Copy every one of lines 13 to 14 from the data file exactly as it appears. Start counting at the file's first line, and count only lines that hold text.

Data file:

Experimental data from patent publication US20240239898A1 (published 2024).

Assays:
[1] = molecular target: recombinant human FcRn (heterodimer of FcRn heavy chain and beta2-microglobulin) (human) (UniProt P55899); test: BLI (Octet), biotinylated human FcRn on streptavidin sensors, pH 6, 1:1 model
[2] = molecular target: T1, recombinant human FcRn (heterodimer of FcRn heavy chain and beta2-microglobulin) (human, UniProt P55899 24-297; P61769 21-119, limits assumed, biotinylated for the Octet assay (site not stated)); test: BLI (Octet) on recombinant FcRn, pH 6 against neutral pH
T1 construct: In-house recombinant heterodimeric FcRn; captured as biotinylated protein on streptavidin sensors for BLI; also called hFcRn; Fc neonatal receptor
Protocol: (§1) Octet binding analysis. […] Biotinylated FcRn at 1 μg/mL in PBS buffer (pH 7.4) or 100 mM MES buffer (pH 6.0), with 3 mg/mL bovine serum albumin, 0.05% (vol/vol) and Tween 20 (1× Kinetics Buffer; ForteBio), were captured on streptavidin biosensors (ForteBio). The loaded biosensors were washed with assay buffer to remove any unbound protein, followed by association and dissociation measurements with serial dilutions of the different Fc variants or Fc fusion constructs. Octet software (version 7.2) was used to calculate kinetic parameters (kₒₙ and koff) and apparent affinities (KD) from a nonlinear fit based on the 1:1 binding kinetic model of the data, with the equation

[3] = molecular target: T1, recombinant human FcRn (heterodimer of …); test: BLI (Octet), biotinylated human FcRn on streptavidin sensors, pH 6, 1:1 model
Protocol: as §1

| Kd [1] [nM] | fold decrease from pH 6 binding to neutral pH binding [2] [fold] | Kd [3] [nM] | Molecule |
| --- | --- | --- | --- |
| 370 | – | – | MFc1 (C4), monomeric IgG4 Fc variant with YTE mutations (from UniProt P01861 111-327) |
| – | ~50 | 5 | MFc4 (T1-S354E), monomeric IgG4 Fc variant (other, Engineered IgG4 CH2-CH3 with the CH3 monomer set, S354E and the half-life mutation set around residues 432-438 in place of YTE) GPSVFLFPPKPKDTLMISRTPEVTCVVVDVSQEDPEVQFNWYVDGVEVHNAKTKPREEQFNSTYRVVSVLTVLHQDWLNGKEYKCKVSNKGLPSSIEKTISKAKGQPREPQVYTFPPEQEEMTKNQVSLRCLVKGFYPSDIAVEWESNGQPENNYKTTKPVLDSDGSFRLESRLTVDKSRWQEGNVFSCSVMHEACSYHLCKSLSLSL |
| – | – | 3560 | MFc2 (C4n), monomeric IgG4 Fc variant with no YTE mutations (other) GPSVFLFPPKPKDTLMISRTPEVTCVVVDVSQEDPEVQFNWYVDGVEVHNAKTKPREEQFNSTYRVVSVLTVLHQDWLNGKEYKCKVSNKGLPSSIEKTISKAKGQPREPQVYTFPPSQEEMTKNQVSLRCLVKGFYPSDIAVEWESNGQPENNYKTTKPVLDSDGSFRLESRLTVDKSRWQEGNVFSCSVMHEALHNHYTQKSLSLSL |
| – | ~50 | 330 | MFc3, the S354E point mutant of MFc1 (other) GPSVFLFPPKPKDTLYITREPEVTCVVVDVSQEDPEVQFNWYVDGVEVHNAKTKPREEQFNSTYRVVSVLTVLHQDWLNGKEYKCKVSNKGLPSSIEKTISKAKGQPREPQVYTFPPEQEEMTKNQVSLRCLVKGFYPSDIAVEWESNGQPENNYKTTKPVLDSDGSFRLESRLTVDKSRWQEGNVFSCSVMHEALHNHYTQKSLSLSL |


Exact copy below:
| – | – | 3560 | MFc2 (C4n), monomeric IgG4 Fc variant with no YTE mutations (other) GPSVFLFPPKPKDTLMISRTPEVTCVVVDVSQEDPEVQFNWYVDGVEVHNAKTKPREEQFNSTYRVVSVLTVLHQDWLNGKEYKCKVSNKGLPSSIEKTISKAKGQPREPQVYTFPPSQEEMTKNQVSLRCLVKGFYPSDIAVEWESNGQPENNYKTTKPVLDSDGSFRLESRLTVDKSRWQEGNVFSCSVMHEALHNHYTQKSLSLSL |
| – | ~50 | 330 | MFc3, the S354E point mutant of MFc1 (other) GPSVFLFPPKPKDTLYITREPEVTCVVVDVSQEDPEVQFNWYVDGVEVHNAKTKPREEQFNSTYRVVSVLTVLHQDWLNGKEYKCKVSNKGLPSSIEKTISKAKGQPREPQVYTFPPEQEEMTKNQVSLRCLVKGFYPSDIAVEWESNGQPENNYKTTKPVLDSDGSFRLESRLTVDKSRWQEGNVFSCSVMHEALHNHYTQKSLSLSL |